For the rest of Sanger and Lichtblau on the Berger burgle, click here.

" Sandy Berger | George W. Bush | Campaign 2004 | Sen. John Kerry | Eric Lichtblau | David Sanger | Terrorism

The Right's Latest Victim: Linda Ronstadt?

The Times engages in liberal hand-wringing over audience reaction to Linda Ronstadt in a Wednesday Arts section report by Jason Zinoman as well as an editorial (yes, the Times devotes an editorial defending Linda Ronstadt's right to free expression).

Zinoman wonders what the Ronstadt reaction (patrons revolted after the singer dedicated the song "Desperado" to left-wing filmmaker Michael Moore) might mean for the successful Broadway puppet play "Avenue Q," which is Vegas-bound.

He writes: "The producers of 'Avenue Q' might take pause at yesterday's news that Linda Ronstadt caused a revolt among some of her audience members over the weekend by praising Michael Moore's anti-Bush polemic 'Fahrenheit 9/11' in a Las Vegas casino. If dedicating a song to Mr. Moore could send fans fleeing to the exit doors there, as was widely reported, imagine what might happen when a musical in which puppets have sex onstage, sing about masturbating to Internet porn and take potshots at President Bush comes to the city without clocks. 'Avenue Q,' the irreverent Tony-winning musical playing at the John Golden Theater on Broadway, announced in June that it would forgo a national tour in favor of an open-ended run in a new $40 million theater on the Las Vegas strip. In the past, theater in Las Vegas has been better known for less provocative entertainments like 'Mamma Mia!' and 'Blue Man Group.'".It is also a show that receives a huge cheer from New York audiences when the cast, in a song called 'For Now,' implies that President Bush will lose the upcoming presidential election. 'George Bush is only for now,' the company sings. The producers of 'Avenue Q' said they had no plans to change the line when the show opens in Las Vegas around Labor Day of 2005, but it is doubtful that it would pass muster at the Aladdin Casino, where Ms. Ronstadt's political comments inspired angry crowds to tear down her posters and demand their money back."

Jeff Jarvis notes: "First, it's a nonstory because no one except the Times suggested that there is any parallel between a sputtering propagandist and a bunch of funny puppets. Second, this reeks of agenda as it makes it seem as if anyone who doesn't like Moore and his movie are obviously (a) homophobic, (b) puritanical, (c) right-wing".it's shameful journalism to make up such a story out of nothing and to play it in what is supposed to be a paragon of papers without the slightest excuse for news in it."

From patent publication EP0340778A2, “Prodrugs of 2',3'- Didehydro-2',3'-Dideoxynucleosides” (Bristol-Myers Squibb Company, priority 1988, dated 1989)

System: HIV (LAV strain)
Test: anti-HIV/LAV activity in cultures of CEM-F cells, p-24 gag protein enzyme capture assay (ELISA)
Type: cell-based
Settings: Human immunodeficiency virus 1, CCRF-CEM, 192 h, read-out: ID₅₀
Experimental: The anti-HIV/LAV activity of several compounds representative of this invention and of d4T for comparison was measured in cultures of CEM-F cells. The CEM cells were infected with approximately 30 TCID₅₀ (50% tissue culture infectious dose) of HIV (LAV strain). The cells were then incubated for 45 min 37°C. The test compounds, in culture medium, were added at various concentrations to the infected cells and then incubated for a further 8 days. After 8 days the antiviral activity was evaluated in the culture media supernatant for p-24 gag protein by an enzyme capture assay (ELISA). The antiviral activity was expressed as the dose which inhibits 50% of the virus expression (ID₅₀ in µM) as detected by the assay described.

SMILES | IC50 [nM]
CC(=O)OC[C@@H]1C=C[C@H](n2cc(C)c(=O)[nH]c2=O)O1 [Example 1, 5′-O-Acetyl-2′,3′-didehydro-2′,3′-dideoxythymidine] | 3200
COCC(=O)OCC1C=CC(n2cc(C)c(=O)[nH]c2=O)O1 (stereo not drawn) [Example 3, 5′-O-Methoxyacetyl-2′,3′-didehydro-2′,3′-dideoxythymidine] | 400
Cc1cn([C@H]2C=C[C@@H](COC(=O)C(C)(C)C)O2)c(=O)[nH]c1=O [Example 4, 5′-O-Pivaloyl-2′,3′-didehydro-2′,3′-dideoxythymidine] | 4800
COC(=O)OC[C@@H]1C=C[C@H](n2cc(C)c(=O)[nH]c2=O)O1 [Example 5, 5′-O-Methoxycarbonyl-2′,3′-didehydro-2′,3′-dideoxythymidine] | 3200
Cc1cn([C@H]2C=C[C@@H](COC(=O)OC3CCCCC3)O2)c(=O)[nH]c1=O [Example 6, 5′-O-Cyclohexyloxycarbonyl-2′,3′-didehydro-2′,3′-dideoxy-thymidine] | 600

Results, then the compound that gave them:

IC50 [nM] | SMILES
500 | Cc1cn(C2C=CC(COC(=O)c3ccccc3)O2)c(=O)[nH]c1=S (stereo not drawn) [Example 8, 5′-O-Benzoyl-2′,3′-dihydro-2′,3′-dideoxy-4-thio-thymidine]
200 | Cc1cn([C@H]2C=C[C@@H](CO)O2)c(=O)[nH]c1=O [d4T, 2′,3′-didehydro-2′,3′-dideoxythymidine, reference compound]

A Times editorial, "Desperadoes," has the same concerned tone. "Something went awry at the Aladdin Hotel in Las Vegas last Saturday night. Linda Ronstadt did what she has done at several concerts across the country this summer. She dedicated the song 'Desperado'-an encore-to Michael Moore and urged members of the audience to go see his new movie, 'Fahrenheit 9/11.'".At the Aladdin, a few audience members tore down posters, threw drinks and demanded their money back. According to one person who was present-William Timmins, the Aladdin's president-it was 'a very ugly scene.' Mr. Timmins promptly made it even uglier. He had Ms. Ronstadt ejected from the premises. This behavior assumes that Ms. Ronstadt had no right to express a political opinion from the stage. It implies-for some members of the audience at least-that there is a philosophical contract that says an artist must entertain an audience only in the ways that audience sees fit. It argues, in fact, that an artist like Ms. Ronstadt does not have the same rights as everyone else."

But does an entertainer have the right not to be entertaining? Besides, a report from a French news agency suggests Ronstadt is happy to be free of the Aladdin: "She told the Las Vegas Review Journal before Saturday's explosive concert that she was appalled at the Republican Bush administration's invasion of Iraq. 'I don't understand this country sometimes and I really fear for it,' she told the paper last week. 'The government is making everybody in the world hate us, including the people that used to be our friends.' Ronstadt also foresaw her split from the Aladdin, where she had previous squabbles related to shows. 'I keep hoping that if I'm annoying enough to them, they won't hire me back,' she said."

For the rest of the Times editorial on Ronstadt, click here.

For the rest of Jason Zinoman's story on Ronstadt and what it may mean for "Avenue Q," click here.

" Arts | George W. Bush | Editorial | Michael Moore | Music | Linda Ronstadt | Jason Zinoman